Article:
Eleanor Louise Greenwich was born in East Flatbush, Brooklyn, then a family neighbourhood of New York in October 1940. Both her parents were of Russian ancestry, but she was brought up amid two religions, Catholic on her father’s side and Jewish on her mother’s.
When she was 11, the family moved to Levittown, a pioneering suburban development on Long Island. There was music in the house, some of it coming from her father’s balalaika and from an accordion on which Ellie became so proficient that she was turned down by the Manhattan School of Music only because it had no one to teach her the instrument.
At 14 she was taken by her mother to audition for Archie Bleyer, the head of Cadence records in New York, who liked the song she played for him, titled The Moment I Saw Him, but advised her to finish her education. Back in high school, she formed her own group, The Jivettes, but she heeded Bleyer’s words and went on to earn an English degree at Hofstra University.
A month’s teaching experience was enough to send her back to New York and to the Brill Building, the Broadway headquarters of the music publishing industry.
There she befriended the experienced writer Harold “Doc” Pomus, who brought her to the attention of the producers Jerry Leiber and Mike Stoller, already famous for their work with The Coasters and The Drifters. Under a loose arrangement with their publishing company, she began to write with a variety of partners.
It was with her future husband Jeff Barry (born Joel Adelberg), two years older than Greenwich, that the magic struck.
When Ellie first met Barry at a Thanksgiving dinner in 1960, she wrote a song called (Today I Met) The Boy I’m Gonna Marry. Hearing Darlene Love’s recording of the composition for the first time on the radio some time later, she was so overcome with emotion that she crashed her car into a phone box.
By the time they were married, in 1962, Greenwich and Barry were competing for chart supremacy with two other Broadway-based songwriting couples, Carole King and Gerry Goffin and Cynthia Weil and Barry Mann. Working closely with Phil Spector, Greenwich and Barry came up with the songs that helped define the producer’s distinctive sound, culminating in the epic River Deep Mountain High for Ike and Tina Turner.
The work of Barry and Greenwich marked a break with the old Tin Pan Alley culture. The pair were hardly any older than their target audience and wrote without airs and graces. Lines such as “I met him on a Sunday and my heart stood still” and “Remember what you promised my mama/You told her that I’d be in by two” came naturally from the mouths of The Ronettes‘ Ronnie Bennett and The Crystals‘ 15-year-old La La Brooks.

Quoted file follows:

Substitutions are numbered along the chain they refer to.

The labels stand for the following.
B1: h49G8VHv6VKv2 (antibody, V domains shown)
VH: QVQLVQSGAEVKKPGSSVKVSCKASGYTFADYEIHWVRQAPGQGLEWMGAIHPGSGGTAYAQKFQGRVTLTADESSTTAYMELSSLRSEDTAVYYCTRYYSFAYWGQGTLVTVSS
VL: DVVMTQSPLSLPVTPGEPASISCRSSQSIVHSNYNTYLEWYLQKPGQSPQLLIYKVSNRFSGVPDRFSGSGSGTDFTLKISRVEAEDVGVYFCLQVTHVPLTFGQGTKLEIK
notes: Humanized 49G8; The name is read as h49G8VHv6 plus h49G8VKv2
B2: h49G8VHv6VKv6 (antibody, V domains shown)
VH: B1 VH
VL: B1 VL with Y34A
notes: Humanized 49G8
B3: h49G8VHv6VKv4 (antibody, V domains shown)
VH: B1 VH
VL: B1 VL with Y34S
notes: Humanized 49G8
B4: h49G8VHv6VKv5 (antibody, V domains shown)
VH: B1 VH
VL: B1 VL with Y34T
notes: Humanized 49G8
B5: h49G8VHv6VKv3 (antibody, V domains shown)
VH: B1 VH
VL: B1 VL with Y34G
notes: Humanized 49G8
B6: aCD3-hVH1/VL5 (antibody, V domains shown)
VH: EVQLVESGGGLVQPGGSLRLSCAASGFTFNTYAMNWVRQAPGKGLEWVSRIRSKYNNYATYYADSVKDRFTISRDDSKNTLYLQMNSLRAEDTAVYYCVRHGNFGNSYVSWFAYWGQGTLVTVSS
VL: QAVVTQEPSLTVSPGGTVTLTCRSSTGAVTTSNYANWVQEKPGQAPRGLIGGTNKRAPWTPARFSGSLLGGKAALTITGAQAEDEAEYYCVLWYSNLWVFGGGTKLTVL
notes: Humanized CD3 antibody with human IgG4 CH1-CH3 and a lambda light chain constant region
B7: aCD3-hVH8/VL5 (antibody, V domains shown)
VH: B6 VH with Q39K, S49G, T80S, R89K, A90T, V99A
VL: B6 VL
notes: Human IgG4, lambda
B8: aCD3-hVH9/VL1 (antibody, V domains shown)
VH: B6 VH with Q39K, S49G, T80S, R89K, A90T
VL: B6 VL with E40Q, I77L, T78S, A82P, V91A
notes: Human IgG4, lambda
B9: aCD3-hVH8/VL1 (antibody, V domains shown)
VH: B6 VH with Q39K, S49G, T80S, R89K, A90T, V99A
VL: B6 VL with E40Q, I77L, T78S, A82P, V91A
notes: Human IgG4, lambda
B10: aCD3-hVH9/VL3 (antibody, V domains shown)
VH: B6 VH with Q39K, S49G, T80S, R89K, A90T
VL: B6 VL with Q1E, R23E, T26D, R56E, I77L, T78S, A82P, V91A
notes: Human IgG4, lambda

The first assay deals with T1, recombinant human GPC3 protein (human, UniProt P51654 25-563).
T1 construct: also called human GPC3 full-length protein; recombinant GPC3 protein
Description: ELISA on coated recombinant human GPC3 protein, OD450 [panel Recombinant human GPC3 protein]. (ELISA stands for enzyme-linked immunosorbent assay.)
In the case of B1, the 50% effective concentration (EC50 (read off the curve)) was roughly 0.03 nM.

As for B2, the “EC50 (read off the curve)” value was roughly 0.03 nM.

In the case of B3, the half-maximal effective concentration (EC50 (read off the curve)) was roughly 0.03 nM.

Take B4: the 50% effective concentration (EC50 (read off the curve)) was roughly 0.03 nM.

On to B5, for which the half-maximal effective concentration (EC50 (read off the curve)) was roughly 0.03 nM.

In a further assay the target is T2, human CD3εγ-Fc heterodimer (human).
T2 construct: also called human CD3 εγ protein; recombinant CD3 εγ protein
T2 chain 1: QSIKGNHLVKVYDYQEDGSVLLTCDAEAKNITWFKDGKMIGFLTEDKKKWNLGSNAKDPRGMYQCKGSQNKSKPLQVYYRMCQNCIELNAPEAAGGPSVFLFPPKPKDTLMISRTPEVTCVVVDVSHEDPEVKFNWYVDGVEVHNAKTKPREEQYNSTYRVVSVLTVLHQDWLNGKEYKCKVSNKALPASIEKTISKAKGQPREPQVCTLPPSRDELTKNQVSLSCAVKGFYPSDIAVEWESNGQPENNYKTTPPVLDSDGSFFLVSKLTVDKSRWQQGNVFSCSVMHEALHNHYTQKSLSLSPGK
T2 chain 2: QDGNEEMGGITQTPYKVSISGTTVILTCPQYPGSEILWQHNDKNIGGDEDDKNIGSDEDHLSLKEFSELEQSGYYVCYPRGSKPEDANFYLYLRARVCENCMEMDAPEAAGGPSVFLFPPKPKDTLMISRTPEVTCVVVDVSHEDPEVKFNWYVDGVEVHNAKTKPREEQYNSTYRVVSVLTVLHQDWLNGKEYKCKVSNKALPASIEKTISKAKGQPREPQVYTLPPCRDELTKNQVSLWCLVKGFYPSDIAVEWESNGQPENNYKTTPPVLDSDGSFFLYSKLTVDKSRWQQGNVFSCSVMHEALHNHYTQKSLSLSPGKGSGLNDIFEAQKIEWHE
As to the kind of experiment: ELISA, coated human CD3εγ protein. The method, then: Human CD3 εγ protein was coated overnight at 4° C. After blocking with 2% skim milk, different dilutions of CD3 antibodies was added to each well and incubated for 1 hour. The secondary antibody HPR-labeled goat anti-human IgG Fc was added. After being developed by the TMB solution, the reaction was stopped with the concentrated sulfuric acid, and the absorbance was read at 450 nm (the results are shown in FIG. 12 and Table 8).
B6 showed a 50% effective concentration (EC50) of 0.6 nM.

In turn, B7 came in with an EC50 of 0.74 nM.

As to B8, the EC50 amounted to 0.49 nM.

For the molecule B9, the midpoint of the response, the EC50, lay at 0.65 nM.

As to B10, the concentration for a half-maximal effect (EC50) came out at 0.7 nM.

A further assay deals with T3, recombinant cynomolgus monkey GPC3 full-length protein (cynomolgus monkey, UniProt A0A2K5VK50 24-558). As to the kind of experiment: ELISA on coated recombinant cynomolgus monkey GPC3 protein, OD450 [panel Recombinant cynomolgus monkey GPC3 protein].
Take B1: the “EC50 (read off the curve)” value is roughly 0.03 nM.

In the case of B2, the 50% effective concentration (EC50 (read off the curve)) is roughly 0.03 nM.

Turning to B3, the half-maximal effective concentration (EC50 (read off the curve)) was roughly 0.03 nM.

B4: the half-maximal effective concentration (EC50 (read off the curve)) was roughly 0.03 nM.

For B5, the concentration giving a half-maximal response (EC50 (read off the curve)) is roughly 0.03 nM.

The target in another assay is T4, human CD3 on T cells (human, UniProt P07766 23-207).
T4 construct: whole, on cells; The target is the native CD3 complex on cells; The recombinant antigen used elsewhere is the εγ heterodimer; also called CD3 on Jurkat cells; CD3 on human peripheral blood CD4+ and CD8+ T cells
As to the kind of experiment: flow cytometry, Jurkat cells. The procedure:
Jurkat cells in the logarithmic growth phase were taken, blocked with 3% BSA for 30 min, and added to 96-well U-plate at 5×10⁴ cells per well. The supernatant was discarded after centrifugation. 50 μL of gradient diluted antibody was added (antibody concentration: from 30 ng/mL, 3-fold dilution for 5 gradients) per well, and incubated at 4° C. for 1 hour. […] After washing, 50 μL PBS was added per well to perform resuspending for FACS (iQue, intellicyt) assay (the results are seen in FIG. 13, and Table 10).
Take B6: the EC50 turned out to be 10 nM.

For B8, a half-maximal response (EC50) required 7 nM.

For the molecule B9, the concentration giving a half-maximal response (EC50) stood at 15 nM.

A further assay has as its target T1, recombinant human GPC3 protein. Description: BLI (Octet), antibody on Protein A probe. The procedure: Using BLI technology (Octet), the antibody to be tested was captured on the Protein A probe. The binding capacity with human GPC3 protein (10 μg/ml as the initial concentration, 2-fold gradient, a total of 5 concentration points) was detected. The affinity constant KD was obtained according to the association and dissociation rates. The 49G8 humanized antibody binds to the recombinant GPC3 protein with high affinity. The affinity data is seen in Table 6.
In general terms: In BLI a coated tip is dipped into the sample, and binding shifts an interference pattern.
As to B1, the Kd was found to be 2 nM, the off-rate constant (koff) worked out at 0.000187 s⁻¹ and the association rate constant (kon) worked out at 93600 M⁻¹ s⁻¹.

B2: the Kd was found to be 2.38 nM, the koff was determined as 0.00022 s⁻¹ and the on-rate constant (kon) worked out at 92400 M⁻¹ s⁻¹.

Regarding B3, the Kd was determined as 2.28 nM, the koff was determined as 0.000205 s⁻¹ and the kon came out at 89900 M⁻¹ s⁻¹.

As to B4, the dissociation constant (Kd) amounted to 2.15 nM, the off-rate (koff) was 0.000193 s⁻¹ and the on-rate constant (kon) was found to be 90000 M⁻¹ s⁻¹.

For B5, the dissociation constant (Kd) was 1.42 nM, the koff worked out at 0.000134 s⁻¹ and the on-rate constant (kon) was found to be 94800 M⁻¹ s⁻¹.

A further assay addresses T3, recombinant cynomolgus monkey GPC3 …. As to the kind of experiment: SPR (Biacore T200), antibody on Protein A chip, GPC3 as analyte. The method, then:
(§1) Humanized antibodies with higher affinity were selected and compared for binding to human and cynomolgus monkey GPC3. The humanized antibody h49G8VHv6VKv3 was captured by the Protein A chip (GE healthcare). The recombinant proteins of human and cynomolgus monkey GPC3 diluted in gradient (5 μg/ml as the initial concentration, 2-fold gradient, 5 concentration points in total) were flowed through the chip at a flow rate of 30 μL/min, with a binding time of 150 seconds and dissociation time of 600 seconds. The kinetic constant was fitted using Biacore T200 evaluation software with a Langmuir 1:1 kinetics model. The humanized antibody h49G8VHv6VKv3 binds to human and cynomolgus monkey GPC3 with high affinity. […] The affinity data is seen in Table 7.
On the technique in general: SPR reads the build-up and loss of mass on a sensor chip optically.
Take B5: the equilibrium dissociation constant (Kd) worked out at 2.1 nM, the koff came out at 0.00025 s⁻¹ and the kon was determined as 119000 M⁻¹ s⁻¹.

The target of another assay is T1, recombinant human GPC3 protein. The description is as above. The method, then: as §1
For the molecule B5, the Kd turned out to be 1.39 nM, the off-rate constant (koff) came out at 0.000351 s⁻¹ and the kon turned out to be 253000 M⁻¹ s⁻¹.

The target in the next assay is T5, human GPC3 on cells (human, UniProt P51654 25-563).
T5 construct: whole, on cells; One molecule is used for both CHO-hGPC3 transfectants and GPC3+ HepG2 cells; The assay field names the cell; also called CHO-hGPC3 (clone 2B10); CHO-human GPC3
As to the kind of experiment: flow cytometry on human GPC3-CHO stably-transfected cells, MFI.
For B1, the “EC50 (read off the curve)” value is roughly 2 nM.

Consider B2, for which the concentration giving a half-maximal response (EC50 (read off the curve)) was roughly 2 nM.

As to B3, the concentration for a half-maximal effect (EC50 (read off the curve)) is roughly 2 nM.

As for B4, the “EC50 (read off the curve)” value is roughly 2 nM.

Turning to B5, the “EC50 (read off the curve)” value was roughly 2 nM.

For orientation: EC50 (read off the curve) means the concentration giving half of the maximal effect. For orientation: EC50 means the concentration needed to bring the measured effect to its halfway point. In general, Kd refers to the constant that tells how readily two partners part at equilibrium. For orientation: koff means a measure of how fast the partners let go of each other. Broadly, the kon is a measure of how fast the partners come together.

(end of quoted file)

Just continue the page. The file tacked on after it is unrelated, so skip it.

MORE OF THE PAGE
When Leiber and Stoller started the Red Bird label in 1964, Greenwich and Barry became their unofficial talent scouts. Greenwich introduced George “Shadow” Morton, an aspiring writer and producer she had met in high school. He brought with him The Shangri-Las, four tough-looking white girls who proved the perfect mouthpieces for Leader of the Pack, a miniature Greenwich and Barry soap opera to which the inventive Morton added the roar of motorcycle engines and the scream of tyres.
Greenwich and Barry also wrote and produced the million-selling Chapel of Love and Iko Iko with a girl group from New Orleans, The Dixie Cups. When they switched from the declining Red Bird to the new Bang label, they took with them the young writer and singer Neil Diamond, whose career they launched with such hits as Solitary Man and Cherry, Cherry.
Since she often sang lead on the demos of her songs and was particularly adept at concocting background vocal parts (a skill she later employed on Aretha Franklin‘s Chain of Fools and Cyndi Lauper‘s Girls Just Wanna Have Fun), it was widely expected that Greenwich would go on to have a singing career of her own.
Before meeting Barry, she recorded a handful of 45s under various names and together, as The Raindrops, they had a hit in 1963 with The Kind of Boy You Can’t Forget. A dramatic Spector-style solo single, You Don’t Know, met with surprising indifference in 1965, and when she topped the charts in Japan in 1968, it was with a song, Niki Hoeky, that she had not written.
Her husband’s lack of enthusiasm had led her to reject her most promising opportunity as a singer, an offer to travel to record in London in the mid-60s.
Their separation in 1965 was a traumatic one, leading to her breakdown, and its imprint can be detected in the elegiac mood of her fine 1973 solo album, Let It Be Written – Let It Be Sung, an artistic success despite its commercial failure.
Although collaborations with other professional partners did not match the heights she had once scaled, she went on to enjoy a long and fruitful career as a writer of advertising jingles.
In 1984 she created and starred in Leader of the Pack, a musical based on her life and times, and watched it transfer to Broadway, where it won a Tony award, and thence around the world.
Ellie Greenwich died on 25 August 2009.